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It was a question heard around the world when the casting for Disney’s live-action remake of Mulan came out: Where is Shang? The commanding officer and romantic interest of the 1998 Mulan provided an unexpected LGBTQ element to the film (as well as many a sexual awakening for a young moviegoer). But the hunky character’s name was nowhere to be seen in the cast list. Would Disney be doing away with the pseudo-homoerotic romance that made the animated Mulan feel so groundbreaking? Not quite.
Worry not: the live-action Mulan will still have a strong central romance, but Liu Yifei‘s Mulan will instead be flirting with a fellow conscript instead of her commanding officer. In the live-action remake, Li Shang has been split into two characters: Donnie Yen‘s Commander Tung and Yoson An‘s soldier Chen Honghui. The change stems from the Me Too movement currently overtaking Hollwood.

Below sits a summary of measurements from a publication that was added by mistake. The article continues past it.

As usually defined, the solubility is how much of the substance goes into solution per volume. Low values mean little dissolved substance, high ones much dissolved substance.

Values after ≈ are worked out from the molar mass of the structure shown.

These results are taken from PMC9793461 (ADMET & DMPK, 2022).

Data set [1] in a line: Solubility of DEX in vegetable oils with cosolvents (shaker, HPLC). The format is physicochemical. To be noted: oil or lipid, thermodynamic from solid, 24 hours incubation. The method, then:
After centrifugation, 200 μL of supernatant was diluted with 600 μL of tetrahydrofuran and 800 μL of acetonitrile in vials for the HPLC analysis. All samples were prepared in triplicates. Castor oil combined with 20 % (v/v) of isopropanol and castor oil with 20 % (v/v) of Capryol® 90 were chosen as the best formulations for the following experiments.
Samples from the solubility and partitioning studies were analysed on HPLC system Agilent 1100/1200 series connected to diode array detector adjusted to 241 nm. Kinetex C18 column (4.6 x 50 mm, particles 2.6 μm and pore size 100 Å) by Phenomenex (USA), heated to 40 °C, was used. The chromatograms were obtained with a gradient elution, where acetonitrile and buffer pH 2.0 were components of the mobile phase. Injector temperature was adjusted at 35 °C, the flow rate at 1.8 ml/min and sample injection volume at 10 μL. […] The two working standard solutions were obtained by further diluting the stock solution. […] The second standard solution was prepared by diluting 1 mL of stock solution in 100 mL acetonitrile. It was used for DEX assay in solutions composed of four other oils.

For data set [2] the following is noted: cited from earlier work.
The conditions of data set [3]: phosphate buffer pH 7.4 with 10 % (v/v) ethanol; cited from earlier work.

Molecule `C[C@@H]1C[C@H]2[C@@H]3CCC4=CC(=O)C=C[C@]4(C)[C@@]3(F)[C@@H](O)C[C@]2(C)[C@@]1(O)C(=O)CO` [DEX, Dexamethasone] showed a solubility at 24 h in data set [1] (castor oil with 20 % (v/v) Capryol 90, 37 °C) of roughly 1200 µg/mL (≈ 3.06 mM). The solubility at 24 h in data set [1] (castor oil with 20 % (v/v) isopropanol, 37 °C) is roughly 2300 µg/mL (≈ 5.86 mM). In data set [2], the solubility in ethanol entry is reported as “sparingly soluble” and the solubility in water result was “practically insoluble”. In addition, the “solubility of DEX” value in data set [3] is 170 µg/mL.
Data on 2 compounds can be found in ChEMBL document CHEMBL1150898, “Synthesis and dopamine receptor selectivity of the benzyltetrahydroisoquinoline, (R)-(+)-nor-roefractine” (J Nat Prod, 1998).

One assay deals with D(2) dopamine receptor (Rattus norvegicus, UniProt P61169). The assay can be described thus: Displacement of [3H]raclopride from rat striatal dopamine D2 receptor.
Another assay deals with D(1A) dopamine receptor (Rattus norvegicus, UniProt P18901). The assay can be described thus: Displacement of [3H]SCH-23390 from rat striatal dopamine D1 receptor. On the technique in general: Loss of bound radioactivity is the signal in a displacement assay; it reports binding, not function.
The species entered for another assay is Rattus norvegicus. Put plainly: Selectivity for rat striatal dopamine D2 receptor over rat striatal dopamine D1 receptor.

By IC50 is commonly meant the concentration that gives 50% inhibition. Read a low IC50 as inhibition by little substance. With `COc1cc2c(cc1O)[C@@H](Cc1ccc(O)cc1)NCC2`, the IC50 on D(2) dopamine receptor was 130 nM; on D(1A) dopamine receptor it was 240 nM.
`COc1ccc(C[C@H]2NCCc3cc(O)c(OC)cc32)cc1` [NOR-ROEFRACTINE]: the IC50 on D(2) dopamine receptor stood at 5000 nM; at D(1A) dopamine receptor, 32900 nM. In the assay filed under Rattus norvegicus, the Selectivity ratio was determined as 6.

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It was an iconic scene in Walt Disney Animation’s 1998 film Mulan: in despair that her injured father was going to be sent off to likely die in war, Mulan weeps underneath a giant stone dragon statue, uncaring that she’s caught in a downpour. Suddenly, as Jerry Goldsmith‘s intense score swells to a crescendo, Mulan looks up with a steely resolve. The montage is epic and frightful, Mulan heading first to her ancestral shrine to light an incense stick then to her sleeping parents’ room to leave her comb. Then she descends on her father’s armory, unsheathing his sword and — flinching for a second — using it to cut her long hair.
It’s a strong, impactful scene that is still remembered today as a formative feminist moment for audiences who grew up watching it. But it’s nowhere to be seen in Disney’s upcoming live-action remake of Mulan. Read More »